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ABSTRACT: What quantity controls the Coulomb blockade oscillations if the dotlead conductance is essentially frequency dependent? We argue that it is the conductance at the imaginary frequency given by the effective charging energy. The latter may be very different from the bare charging energy due to the interfaceinduced capacitance (or inductance). These observations are supported by a number of examples, considered from the weak and strong coupling (perturbation theory versus instanton calculus) perspectives.Physical Review Letters 01/2003; 89(23):236801. DOI:10.1103/PhysRevLett.89.236801 · 7.73 Impact Factor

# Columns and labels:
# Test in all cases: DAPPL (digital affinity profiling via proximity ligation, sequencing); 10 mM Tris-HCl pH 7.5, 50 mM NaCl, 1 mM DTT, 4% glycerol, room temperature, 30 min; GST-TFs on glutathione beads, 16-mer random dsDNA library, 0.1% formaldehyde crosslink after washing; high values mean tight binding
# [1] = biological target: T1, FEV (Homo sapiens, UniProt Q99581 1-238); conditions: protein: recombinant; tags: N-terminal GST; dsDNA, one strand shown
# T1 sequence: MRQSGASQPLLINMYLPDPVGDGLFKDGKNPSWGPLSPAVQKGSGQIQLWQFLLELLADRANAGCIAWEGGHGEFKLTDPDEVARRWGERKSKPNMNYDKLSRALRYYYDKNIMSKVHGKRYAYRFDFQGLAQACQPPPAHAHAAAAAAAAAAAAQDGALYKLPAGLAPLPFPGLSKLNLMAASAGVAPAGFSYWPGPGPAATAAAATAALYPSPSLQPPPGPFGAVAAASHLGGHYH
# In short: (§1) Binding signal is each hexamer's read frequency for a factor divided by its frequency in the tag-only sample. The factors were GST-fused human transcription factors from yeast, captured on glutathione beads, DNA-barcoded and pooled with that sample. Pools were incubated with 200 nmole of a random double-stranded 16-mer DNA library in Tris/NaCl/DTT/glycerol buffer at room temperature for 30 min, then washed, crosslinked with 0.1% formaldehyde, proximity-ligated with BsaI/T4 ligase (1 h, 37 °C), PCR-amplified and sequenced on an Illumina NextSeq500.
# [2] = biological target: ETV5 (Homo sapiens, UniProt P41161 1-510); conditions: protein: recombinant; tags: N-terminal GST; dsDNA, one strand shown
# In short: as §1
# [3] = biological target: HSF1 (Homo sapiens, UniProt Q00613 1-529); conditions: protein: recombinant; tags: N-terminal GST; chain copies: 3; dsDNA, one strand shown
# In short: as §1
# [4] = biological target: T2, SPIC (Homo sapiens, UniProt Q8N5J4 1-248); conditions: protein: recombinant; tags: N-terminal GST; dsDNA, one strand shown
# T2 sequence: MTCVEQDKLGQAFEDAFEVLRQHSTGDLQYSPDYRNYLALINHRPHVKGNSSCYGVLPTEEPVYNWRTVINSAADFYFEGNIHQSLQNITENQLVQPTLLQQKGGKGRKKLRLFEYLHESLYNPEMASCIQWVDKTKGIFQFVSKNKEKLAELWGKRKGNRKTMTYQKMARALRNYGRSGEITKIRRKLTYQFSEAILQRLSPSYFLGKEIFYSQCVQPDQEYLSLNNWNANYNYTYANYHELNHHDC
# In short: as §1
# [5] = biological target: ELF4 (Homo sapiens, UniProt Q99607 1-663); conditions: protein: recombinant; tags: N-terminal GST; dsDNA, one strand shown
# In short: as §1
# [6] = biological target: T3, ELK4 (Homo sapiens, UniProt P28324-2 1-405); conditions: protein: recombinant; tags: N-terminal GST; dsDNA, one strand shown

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ABSTRACT: We investigate the crossover from the semiclassical to the quantum description of electron energy states in a chaotic metal grain connected to a superconductor. We consider the influence of scattering off point impurities (quantum disorder) and of quantum diffraction (quantum chaos) on the electron density of states. We show that both the quantum disorder and the quantum chaos open a gap near the Fermi energy. The size of the gap is determined by the mean free time in disordered systems and by the Ehrenfest time in clean chaotic systems. Particularly, if both times become infinitely large, the density of states is gapless, and if either of these times becomes shorter than the electron escape time, the density of states is described by random matrix theory. Using the Usadel equation, we also study the density of states in a grain connected to a superconductor by a diffusive contact. Comment: 20 pages, 10 figuresPhysical review. B, Condensed matter 10/2002; DOI:10.1103/PhysRevB.67.115335 · 3.66 Impact Factor